So a few months ago, I started researching ways to buy my own Belgian beer online and then ship it to Boston, where I can sit in the comfort of my own home with the rare beer of my choice. I was sick of only being able to drink Cantillon beers a few times a year and paying an arm and a liver for bottles when I could find them.

I came up with the following two websites, which I’ve since ordered from at least three times each and had no problems: BelgiumInABox.com and EtreGourmet (BieresGourmet.be).

Before I go on, a warning seems appropriate: When you order beer online, you do so at your own risk. Depending on where you live, it may not “legal” in the strictest sense of the word to buy beer online from an international retailer to ship to your locale. And in many cases, shipping companies will not accept and deliver packages with beer in them.

Now that that’s out of the way, I’ll say that personally, I have not had any issues ordering beer from BelgiumInABox.com or EtreGourmet. And when the sites declared the contents of my boxes of beer, as is required by Customs, they usually wrote something like “lambic glassware” or “collectible bottles,” which was technically true because I usually bought glassware in addition to beer.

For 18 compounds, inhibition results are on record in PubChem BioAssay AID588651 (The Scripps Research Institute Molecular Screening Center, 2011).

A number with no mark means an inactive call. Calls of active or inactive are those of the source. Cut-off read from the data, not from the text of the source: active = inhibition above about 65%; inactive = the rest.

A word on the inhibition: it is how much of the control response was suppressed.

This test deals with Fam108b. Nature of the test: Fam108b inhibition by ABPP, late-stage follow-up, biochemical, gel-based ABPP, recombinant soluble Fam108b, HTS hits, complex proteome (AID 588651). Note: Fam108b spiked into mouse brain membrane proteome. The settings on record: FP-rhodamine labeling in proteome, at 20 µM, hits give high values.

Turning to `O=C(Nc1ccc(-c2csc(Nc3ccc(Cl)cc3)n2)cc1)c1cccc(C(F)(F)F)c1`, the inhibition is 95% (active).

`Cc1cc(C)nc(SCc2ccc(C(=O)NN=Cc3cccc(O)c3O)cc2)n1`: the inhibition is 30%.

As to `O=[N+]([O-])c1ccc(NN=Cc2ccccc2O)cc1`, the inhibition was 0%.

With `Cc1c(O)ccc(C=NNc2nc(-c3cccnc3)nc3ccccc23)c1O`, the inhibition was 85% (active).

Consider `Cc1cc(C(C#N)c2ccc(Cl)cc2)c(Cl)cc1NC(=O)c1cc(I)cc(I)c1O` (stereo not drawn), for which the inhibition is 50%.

Anyway, both of these sites offer reasonable prices on beer from my favorite Belgian breweries, including Cantillon, Drie Fonteinen, Fantome, Rodenbach, Tilquin and Blaugies. Shipping is expensive, but it’s not too much more than the markup you’d pay for a rare bottle at a beer bar or through a retailer. For example, the last time I ordered from BelgiumInABox.com, I purchased a 750ml bottle of Cantillon’s 2013 Kriek Lambic Bio (about $13), a 750ml bottle of 2012 Fantome Saison (about $9) and a 3 Fonteinen gueuze glass (about $16) for a total of roughly $38, and the shipping cost around $43.